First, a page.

…much of the country is questioning Barack Obama’s judgment.

If, as suggested, one of his tasks was to…

Somehow convince the electorate that his long and close
association with Rev. Wright — including donating thousands of dollars
to his church — was not an egregious error in judgment bearing upon his
fitness to be president.

…many commentators, and some his admirers before now, think he failed.

Obama acknowledged hearing Wright make controversial
statements, although not as offensive as those played recently on
television. But he never explained why he hadn’t immediately confronted
Wright at that time. And his suggestion that Wright’s statements were
the product of surviving as a black man in the environment of the
Fifties and Sixties, that one shouldn’t be surprised to hear them in a
black church, is a calumny: most black Americans of Wright’s age,
however wronged they might’ve been, no matter how bitter they have
reason to be, would never say “God damn America,” particularly in the
days after 9/11. Furthermore, few churches — black or white, regardless
of denomination — would long retain their congregations if their
pastors raged that America brought 9/11 on itself and that we created
the AIDS virus.

The speech offered up moral equivalence, and it was inappropriate.

The message? Some of us are never quite responsible for
what we say. And Obama has no responsibility to explain the
inexplicable of how he closely tied himself to someone of such
repugnant and racist views. We will never hear “It’s time for Rev.
Wright and me to part our separate ways, and here’s why.”

Instead, the entire Wright controversy evolved due to America’s
failure to understand the Wright’s past and the present status of race.

The post-racial candidate is suddenly embroiled in a racial divide. He comes before the country to bridge that gap before it ruptures further, and in the sincerity of his message, the great uniter brings it down to what divides us.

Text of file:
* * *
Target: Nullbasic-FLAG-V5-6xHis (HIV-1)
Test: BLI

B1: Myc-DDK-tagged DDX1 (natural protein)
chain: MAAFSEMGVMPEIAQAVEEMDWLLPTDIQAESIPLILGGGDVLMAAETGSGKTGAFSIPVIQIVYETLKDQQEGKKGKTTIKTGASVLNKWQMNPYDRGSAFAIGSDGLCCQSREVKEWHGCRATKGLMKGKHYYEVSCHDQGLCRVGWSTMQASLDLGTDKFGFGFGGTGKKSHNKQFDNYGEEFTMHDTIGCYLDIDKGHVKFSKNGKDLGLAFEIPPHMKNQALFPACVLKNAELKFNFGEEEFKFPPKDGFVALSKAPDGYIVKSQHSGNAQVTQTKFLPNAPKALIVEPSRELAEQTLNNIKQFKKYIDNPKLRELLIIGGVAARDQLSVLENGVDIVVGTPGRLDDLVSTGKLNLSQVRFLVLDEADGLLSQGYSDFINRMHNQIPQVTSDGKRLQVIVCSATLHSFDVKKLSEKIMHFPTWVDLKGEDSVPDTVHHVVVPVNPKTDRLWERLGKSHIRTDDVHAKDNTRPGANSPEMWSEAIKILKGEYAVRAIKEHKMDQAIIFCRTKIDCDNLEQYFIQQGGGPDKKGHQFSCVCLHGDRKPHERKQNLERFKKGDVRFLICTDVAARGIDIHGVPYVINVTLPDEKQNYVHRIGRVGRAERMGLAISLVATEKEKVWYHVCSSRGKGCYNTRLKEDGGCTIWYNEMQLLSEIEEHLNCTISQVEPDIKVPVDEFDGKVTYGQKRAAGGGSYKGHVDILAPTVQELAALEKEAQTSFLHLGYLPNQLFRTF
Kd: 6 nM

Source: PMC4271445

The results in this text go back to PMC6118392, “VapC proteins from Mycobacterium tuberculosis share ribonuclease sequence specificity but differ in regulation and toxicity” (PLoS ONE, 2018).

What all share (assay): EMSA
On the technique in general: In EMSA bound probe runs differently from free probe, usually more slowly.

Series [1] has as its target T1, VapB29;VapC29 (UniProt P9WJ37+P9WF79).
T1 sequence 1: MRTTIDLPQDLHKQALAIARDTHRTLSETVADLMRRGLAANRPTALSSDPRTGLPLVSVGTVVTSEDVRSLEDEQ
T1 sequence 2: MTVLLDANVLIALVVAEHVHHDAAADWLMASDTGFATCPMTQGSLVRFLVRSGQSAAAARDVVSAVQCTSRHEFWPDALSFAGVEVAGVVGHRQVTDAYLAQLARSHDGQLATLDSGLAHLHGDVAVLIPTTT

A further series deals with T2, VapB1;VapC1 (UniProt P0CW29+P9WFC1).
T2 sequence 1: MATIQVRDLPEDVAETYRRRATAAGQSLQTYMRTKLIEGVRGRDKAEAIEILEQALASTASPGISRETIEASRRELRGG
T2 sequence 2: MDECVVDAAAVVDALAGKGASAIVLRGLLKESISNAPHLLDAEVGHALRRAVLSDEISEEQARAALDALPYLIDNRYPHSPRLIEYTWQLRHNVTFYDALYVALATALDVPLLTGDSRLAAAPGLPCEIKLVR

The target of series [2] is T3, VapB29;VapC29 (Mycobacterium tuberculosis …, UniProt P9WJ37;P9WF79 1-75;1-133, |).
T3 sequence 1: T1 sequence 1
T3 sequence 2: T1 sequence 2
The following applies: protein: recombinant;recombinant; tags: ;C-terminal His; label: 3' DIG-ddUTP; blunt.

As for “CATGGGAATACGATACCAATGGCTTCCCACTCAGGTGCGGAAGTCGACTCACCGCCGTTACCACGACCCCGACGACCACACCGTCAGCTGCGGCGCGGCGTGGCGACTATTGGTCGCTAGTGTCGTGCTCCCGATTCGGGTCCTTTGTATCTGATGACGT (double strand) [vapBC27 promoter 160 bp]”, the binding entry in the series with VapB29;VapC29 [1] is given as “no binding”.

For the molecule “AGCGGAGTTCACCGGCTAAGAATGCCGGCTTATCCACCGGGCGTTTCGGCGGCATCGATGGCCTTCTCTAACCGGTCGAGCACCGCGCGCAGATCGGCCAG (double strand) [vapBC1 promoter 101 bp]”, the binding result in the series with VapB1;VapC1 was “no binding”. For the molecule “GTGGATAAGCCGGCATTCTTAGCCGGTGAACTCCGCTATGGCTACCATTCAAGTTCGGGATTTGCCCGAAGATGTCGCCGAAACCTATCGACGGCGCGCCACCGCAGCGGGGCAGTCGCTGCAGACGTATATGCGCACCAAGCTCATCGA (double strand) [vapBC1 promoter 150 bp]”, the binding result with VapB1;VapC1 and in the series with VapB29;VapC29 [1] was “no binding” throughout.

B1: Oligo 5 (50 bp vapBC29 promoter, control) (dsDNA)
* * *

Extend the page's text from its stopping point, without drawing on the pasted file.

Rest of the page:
“We do not need to recite here the history of racial
injustice in this country,” he said. He proceeded to do just that,
referring to slavery, Jim Crow laws, Brown v. Board of Education,
economic and job discrimination against blacks, and a lack of services
in urban neighborhoods. These are the conditions, he said, which gave
rise to the kind of anger that fueled Mr. Wright’s statements, which
earned the pastor accusations of being unpatriotic and anti-white.

This is the New York Times. Even their reporting conveys how jarring this episode is.

Presidential politics usually requires candidates to
either wholly adopt or reject positions and people. Mr. Obama did
neither with his pastor, rejecting his most divisive statements but
also filling in the picture of Mr. Wright and his church.

“The church contains in full the kindness and cruelty, the fierce
intelligence and the shocking ignorance, the struggles and successes,
the love and, yes, the bitterness and biases that make up the black
experience in America,” Mr. Obama said.

That phrase, “the black experience in America,” is suddenly the
central topic, forcing a nation that seemed to be moving past such
division to square off in a jolting confrontation with its ugly,
lingering presence.

Again, the New York Times:

Mr. Obama aimed his speech directly at voters like Linda
Smith, a 64-year-old retired teacher from Fishers, Iowa, a lifelong
Republican who flirted with voting for her first Democrat — Mr. Obama —
until she heard his pastor’s words. “To me Wright’s comments were
outrageous and undo everything Barack says he’s trying to do, which is
unite people,” she said. She tuned in eagerly to hear Mr. Obama’s
address, which struck her as sincere and thoughtful. “It helped me
understand a little bit how he could tolerate Wright’s comments,” she
said.

But Mr. Obama has not yet won her back to his side. “I still don’t
quite understand completely why he would stay in a church like that,
unless it’s a typical black church,” she said.

“There’s a large black church here in Indianapolis,” she mused, “and I just can’t believe the minister talks like that.”

And so now, his campaign is about race after all. 

Sheila Liaugminas

Sheila Liaugminas is an Emmy award-winning Chicago-based journalist in print and broadcast media. Her writing and broadcasting covers matters of faith, culture, politics and the media....